|Platforms||PC (reviewed), PS4|
|Release Date||August 15, 2017|
Review code provided
Nidhogg 2 is the sequel to 2014’s cult classic multiplayer duelling simulator that expands on the original game’s 1v1 combat with new arenas, new weapons and an entirely new art style. Players must reach the other side of the map, murdering their opponent who continuously respawns to attempt to stop your progress and do the same. The winner gets the distinct honour of bragging rights over their friends (and being eaten by the wurm)
Simplicity is a powerful tool in competitive multiplayer games. Throwing players into head-to-head combat against each other is a great time, especially when the focus is less on remembering complex controls or abilities and more on simply exploding your friends into colourful gibs. Games like Towerfall: Ascension, for example, work wonderfully because their matches are fast-paced and the onus is on defeating your friends, rather than on how you defeat them.
Messhof leverages this simplicity in Nidhogg 2, crafting a lightning fast multiplayer game that’s as compelling as it is easy to pick up. Yes there’s single-player, yes there’s a campaign. But that’s really not where the fun is in Nidhogg 2. Single-player is serviceable at best – there’s nothing essentially wrong with it, heck it’s even a good place to learn the nuances of the game. But the AI can’t really trouble you after a couple of maps, which means there’s no real intensity to single-player duels.
Instead, everything here is built around a fantastic multiplayer experience. Where it’s really easy to game the AI in single-player, the unpredictability of fighting your mates adds a lot to the experience. The objective, and how you go about achieving it, is as simple as it gets. You have to get to the other side of the level. Your opponent is trying to stop you. Every time you score a kill momentum swings and you’re able to advance forward.
The trick is that your enemy will keep respawning to stop you. If you’re killed the momentum flips and you’ll need to stop them. It’s a satisfying back and forth that frequently throws up hail mary’s, clutch plays and some pretty intense 1v1 duelling action. Nidhogg 2 gives you a handful of weapons to get the job done – rapiers, broadswords, shortbows, daggers and more are on hand to murder your enemy in a satisfyingly brutal manner.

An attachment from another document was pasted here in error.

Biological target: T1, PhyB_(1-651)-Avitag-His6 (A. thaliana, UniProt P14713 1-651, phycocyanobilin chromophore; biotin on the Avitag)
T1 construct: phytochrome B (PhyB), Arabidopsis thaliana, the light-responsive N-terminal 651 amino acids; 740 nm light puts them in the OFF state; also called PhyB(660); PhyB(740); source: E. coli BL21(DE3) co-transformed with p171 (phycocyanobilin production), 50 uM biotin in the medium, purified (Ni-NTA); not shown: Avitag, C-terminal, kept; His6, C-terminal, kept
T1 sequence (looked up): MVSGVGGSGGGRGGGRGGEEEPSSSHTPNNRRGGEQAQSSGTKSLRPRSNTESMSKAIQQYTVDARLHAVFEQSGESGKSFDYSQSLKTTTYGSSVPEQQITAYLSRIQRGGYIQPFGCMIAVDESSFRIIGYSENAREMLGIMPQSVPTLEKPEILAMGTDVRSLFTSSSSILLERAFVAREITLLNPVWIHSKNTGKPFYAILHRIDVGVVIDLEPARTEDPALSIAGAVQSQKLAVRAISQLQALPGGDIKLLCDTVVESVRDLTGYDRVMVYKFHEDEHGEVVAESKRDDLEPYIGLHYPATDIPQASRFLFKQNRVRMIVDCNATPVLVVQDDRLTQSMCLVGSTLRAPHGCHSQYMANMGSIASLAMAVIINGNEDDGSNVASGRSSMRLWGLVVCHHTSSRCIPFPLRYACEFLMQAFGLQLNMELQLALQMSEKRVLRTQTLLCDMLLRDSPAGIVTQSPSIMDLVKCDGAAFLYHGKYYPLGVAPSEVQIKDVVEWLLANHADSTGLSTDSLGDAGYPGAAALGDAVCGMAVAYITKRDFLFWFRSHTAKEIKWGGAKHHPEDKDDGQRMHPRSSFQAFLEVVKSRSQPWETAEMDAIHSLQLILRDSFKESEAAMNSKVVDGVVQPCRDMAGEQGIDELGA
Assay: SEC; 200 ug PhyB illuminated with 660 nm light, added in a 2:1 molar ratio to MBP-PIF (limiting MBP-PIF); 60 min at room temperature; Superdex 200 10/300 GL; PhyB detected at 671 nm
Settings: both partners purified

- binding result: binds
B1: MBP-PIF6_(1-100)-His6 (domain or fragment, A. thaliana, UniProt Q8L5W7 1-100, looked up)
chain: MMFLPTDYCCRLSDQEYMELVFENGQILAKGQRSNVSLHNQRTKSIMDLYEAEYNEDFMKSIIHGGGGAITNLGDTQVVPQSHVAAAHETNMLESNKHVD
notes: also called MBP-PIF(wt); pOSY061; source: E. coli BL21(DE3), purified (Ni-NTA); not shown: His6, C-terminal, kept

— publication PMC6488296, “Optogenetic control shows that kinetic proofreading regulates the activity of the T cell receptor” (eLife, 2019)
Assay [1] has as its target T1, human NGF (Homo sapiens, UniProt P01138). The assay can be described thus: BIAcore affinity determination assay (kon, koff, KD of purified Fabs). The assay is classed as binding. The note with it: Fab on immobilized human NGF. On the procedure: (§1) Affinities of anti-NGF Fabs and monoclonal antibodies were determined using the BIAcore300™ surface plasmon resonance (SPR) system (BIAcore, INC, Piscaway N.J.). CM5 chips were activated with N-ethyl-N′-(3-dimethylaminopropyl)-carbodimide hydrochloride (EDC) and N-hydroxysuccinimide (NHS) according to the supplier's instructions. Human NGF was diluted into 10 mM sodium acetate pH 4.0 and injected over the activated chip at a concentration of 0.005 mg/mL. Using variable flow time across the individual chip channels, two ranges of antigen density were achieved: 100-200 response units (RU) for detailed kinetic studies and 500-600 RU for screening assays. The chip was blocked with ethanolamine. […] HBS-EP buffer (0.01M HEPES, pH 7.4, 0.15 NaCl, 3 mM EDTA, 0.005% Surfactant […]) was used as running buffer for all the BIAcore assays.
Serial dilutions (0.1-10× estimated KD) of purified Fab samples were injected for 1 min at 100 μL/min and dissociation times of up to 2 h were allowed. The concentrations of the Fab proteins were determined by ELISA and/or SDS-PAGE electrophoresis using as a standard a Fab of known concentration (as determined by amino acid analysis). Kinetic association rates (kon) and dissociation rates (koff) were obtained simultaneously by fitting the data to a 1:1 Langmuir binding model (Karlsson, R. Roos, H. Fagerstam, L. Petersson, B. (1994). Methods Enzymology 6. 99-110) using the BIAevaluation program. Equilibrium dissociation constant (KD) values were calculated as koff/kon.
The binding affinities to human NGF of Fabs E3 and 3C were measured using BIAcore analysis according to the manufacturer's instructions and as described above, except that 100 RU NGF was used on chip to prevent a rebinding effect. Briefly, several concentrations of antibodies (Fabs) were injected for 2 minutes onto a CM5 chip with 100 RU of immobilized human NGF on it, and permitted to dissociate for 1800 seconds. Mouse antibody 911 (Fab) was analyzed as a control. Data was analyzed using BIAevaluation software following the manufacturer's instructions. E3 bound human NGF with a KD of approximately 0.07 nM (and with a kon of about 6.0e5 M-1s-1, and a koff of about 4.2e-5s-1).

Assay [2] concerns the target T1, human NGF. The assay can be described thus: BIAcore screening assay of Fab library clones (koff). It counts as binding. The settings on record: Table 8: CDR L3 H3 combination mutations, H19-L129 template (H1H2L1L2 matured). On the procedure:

If all else fails, you’ve always got the option of throwing your weapon at their head. Or pummelling your opponent to the ground and stamping them into a fine paste. It’s all about playing around the tools you and your enemy have. Each weapon (or lack thereof) have their own strengths and weaknesses. Figuring out what each one does and how it can be used is the key to pushing your way past the final screen.
This is combined with a smattering of different maneuvers and some really well designed hitboxes to give players a fairly wide range of options for dispatching troublesome foes. As well as sticking players with the pointy end you’ll be able to divekick, roll (which is also how you pick up discarded weapons when your hands are empty), jump and accidentally lunge unwittingly into the sharp end of your opponents weapon completely by accident.
There are generally two types of fights in Nidhogg 2. Either the ones that are over within a second or two of frantic, furious button mashing as players swing, thrust, shoot, throw and kick at each other in intense fury. Or the ones where you’ll face off over a chasm, through a door, or with one player holding the high ground, or sometimes even on a flat plane.
Constantly switching between high and low, moving back and forth and trying to psych out your opposite number is simple but tactically satisfying. The weapons themselves, both yours and your opponents, add a nice bit of variety to how you approach fights. They all work differently against each other. Broadswords have reach but are slow and can leave you vulnerable, daggers are quick but have very limited range.
Coupled with the fairly well crafted levels, which can tilt battles by injecting obstacles, chasms and uneven ground into the mix, and you’ve got a simple yet tactically satisfying combat system. Played out at ludicrous speed. In motion when two players are facing off against each other it’s brilliant. Playing the game is nonstop fun. Heck, even watching two players have at it is a cracking time.
This is all wrapped in a strangely colourful package. A lot has been made about the complete shift in art style between Nidhogg 2 and its predecessor, from pixel art to a more cartoonish look. It’s certainly a very interesting move – the Homer Simpson-esque character models now have expressive faces and come in all manner of bubblegum inspired colours. Makes the exploding gibs look pretty cool though. And there just aren’t enough gibs in modern gaming.
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